Collections Carousel – Photos of O. A. Churchill Store/Muske Implement Building, circa 1985

Photo mosaic showing various views of the O. A. Churchill Store/Muske Implement Company building, circa 1985

Until its demolition in 1988, the O. A. Churchill Store, also known as the Muske Implement Building, was the oldest standing commercial structure in central Minnesota. Built in 1855 at the northeast corner of First Street and Broadway in downtown Little Falls, Minnesota, the building housed the store during the first decades of its existence and had a boarding or rooming house on the second floor. After it was moved in 1891 to a new location a few blocks away at 55 Bay Street, it became the Webster Hotel. The Muske Implement Company moved into the building a few years after the hotel closed in 1908 and occupied the site until around 1980. In 1985, the building was listed in the National Register of Historic Places.

 In the 1980s, redevelopment plans for downtown Little Falls led to the building’s demolition as some saw the structure as an eyesore that would hinder economic development. A wood frame building, it had an unusual masonry veneer of bricks laid on their sides to show the stamp of the brick manufacturer, Martin Scott (1844-1915), a well-known brick maker. Scott moved to Little Falls in 1880 and started his brick manufacturing business the following year at a site about two miles west of the city along what is now Highway 27. His wire-cut yellow bricks were used in various local and state projects, including the county courthouse, city hall, and the power house and gate house of the Little Falls Water Power Company (The Northwest Magazine, November 1892). It is hard not to wonder what may have been possible if the building had remained standing given today’s option of tax credits and other financing opportunities for sites with historic designation and the acknowledged need for a mix of building types and ages in order to foster healthy economic growth. The site today is parking lot.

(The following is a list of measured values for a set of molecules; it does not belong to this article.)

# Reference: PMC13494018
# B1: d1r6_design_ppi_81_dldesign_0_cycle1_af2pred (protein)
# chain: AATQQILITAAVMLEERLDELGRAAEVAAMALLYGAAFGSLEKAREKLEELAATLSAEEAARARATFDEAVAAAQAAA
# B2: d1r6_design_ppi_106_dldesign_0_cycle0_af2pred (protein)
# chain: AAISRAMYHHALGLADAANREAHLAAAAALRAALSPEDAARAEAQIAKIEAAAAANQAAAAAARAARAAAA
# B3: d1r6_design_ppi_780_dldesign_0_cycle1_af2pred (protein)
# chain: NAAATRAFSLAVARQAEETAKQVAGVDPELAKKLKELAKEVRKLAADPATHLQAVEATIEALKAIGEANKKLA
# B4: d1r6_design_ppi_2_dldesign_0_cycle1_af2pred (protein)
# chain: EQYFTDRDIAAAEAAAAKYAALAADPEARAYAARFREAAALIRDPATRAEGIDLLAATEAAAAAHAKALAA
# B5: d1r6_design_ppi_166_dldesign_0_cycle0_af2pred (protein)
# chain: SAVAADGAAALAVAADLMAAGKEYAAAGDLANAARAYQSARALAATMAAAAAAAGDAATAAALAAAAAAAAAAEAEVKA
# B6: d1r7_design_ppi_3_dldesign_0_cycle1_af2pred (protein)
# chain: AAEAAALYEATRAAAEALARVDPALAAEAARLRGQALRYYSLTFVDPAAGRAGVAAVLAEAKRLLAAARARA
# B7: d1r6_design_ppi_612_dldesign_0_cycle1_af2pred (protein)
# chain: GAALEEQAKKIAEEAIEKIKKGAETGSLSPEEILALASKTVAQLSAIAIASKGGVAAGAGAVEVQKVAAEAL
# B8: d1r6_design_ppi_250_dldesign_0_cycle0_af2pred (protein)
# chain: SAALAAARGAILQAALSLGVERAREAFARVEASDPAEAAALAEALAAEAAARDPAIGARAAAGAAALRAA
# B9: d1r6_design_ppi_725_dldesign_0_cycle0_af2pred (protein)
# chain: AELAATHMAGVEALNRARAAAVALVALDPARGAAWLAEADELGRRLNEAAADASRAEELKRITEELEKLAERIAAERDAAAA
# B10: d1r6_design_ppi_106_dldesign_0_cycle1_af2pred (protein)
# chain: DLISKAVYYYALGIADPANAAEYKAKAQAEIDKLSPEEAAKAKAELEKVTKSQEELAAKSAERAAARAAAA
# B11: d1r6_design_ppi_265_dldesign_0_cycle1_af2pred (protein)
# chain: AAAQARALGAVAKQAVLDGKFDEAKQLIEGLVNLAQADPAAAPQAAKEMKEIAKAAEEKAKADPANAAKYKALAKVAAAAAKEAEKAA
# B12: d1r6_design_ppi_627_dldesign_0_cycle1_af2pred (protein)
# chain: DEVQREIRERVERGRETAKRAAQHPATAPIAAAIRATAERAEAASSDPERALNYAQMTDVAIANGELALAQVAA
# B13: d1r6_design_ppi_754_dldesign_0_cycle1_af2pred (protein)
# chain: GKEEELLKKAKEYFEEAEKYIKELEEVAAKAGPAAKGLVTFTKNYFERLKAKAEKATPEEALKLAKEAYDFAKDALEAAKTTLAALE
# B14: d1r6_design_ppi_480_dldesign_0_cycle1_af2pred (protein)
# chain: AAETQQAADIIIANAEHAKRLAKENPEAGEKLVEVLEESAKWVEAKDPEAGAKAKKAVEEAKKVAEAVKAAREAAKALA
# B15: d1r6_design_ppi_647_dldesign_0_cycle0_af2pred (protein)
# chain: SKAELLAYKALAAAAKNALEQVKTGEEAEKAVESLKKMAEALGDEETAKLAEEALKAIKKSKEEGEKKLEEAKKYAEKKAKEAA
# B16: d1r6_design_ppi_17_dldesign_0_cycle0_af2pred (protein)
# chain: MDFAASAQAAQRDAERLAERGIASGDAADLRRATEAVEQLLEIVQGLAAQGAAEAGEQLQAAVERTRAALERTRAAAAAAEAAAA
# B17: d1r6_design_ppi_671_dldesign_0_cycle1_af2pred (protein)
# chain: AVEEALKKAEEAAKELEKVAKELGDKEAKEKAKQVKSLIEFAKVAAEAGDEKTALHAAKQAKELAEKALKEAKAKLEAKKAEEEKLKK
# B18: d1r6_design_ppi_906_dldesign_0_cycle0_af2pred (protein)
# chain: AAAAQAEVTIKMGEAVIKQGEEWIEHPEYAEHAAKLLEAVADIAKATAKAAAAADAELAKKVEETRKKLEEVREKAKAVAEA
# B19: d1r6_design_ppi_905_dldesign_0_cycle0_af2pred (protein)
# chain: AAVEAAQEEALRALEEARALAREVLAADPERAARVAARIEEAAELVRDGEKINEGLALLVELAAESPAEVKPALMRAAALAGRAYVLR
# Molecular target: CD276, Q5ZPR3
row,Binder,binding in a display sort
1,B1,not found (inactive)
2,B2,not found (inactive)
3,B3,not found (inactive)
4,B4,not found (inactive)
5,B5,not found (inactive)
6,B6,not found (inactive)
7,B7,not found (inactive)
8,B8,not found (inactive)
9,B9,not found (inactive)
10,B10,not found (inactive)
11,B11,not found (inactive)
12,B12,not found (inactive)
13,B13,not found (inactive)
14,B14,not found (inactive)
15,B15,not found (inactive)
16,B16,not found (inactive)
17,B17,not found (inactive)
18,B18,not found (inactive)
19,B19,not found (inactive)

Martin Scott bricks from Muske Implement Company building, circa 1900

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